Yamada Motonobu, who lived from 1847 to 1897, was originally, like many of the finest Meiji-period metalworkers, a retainer of the Mito branch of the Tokugawa family. He moved to Edo in about 1872 and is recorded as working for the Imperial household in 1877; he was also commissioned by the Ozeki Company.1 The Mount Akiba referred to in the signature is not the peak of that name in Aichi prefecture but an elegant locution for the district of the Akiba Gongen shrine on the banks of the Sumida river in Edo, an area where several Mito metalworkers resided.2 For a very similar example of a spherical iron koro by the same artist, see Joe Earle, Splendors of Imperial Japan: Arts of the Meiji period from the Khalili Collection (London, 2002), cat. no. 112, with a design of the twelve Zodiac animals.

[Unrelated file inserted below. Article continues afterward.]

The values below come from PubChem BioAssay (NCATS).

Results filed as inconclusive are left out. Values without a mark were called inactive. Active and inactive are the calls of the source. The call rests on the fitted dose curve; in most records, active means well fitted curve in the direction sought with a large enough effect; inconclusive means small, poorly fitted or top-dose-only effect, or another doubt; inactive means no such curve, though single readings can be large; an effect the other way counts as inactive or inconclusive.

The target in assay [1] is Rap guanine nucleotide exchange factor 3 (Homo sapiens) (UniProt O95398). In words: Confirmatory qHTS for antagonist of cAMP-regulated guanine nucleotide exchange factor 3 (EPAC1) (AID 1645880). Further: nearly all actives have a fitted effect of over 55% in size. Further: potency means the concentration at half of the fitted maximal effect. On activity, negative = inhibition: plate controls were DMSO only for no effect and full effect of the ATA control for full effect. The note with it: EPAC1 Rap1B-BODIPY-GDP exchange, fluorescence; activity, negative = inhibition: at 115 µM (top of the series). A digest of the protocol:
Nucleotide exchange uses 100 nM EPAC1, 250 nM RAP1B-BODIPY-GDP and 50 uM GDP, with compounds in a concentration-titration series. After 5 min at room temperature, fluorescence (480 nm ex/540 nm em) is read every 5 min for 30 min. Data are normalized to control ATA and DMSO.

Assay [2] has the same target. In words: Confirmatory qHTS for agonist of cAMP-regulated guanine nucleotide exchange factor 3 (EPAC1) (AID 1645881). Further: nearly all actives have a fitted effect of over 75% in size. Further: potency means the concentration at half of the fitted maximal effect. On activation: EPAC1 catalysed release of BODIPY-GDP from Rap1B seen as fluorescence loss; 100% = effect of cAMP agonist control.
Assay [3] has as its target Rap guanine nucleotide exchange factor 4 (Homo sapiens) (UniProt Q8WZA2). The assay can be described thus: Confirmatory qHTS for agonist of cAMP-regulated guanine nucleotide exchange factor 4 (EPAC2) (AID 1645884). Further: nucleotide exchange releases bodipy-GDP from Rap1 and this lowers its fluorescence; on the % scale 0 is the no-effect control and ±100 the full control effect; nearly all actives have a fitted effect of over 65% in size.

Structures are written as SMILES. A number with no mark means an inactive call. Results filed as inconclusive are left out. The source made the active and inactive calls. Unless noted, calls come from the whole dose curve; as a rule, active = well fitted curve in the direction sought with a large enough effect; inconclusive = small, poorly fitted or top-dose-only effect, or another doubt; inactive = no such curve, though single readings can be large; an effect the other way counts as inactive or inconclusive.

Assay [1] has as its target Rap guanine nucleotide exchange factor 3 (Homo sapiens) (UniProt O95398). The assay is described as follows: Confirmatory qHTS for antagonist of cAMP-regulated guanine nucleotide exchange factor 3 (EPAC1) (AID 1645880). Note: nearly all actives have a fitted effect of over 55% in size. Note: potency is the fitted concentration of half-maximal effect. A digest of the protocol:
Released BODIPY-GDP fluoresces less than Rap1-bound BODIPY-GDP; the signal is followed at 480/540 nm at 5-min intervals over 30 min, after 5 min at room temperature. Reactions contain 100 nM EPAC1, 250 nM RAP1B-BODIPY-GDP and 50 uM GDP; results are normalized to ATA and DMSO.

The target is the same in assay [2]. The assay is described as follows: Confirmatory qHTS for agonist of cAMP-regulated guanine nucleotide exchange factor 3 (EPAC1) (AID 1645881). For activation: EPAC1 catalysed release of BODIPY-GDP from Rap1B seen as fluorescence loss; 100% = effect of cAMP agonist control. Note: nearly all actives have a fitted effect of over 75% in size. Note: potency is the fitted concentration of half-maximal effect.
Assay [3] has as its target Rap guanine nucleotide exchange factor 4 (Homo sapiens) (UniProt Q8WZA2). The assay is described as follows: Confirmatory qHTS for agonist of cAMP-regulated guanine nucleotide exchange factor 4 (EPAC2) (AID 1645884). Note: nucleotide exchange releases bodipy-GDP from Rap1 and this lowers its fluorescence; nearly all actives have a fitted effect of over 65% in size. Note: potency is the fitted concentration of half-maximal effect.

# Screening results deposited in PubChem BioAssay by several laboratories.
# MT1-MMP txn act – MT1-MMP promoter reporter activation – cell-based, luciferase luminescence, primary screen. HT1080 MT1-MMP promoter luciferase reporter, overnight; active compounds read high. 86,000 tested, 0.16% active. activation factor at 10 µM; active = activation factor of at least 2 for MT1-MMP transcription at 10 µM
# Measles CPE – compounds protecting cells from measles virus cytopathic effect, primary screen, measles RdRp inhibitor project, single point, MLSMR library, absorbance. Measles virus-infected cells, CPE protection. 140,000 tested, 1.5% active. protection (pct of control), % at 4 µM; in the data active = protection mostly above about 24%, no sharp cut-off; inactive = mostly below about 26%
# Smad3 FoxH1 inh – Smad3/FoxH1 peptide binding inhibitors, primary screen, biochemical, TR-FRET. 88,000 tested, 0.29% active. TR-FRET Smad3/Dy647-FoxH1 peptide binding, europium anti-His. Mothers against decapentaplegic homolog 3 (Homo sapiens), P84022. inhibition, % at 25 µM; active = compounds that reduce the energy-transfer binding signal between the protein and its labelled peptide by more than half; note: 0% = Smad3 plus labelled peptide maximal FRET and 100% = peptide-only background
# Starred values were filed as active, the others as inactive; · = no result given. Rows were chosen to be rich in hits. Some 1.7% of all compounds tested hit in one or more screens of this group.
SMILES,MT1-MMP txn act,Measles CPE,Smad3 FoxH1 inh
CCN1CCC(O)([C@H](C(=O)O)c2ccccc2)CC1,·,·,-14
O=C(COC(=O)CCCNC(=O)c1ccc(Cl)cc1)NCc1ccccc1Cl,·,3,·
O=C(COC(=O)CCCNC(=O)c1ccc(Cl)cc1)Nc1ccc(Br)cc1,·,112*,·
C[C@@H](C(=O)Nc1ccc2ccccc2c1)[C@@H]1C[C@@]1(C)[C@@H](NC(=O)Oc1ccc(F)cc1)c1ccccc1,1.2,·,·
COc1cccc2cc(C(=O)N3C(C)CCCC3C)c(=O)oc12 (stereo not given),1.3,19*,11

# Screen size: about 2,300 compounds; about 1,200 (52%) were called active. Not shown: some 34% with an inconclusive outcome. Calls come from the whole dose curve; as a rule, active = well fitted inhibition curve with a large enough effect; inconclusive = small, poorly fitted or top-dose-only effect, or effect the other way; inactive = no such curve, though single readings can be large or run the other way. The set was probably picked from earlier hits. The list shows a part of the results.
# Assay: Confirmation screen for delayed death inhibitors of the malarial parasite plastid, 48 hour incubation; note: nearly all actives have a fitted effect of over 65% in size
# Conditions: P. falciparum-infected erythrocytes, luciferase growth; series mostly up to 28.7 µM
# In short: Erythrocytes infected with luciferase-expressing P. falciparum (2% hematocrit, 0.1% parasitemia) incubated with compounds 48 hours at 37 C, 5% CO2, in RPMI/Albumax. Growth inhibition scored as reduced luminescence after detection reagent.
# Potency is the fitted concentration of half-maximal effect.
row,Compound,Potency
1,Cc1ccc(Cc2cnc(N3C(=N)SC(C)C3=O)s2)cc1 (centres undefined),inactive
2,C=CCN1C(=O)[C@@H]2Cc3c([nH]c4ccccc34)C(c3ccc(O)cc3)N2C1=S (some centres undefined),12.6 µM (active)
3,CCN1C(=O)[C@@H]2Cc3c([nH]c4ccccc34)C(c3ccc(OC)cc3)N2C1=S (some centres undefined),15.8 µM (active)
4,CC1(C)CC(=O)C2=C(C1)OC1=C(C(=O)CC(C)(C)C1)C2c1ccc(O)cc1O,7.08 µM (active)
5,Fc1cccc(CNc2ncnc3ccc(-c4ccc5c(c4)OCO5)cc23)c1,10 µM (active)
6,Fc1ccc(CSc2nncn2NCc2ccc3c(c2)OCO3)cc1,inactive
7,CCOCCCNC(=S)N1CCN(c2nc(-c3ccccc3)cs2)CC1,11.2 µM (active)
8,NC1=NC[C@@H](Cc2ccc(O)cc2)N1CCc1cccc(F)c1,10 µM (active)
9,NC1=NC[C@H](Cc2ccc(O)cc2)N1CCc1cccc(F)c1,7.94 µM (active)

1 Robert E. Haynes, The Index of Japanese Sword Fittings and Associated Artists (Ellwangen, Germany, 2001), p. 1174 (05904.0) and Oliver Impey and Malcolm Fairley (eds.), The Nasser D. Khalili Collection of Japanese Art (London, 1995), vol. 2, part 1, cat. nos. 51-2, 55, 60 and 72.
2 Paul Waley, Tokyo Now and Then (New York and Tokyo, 1984), p. 256.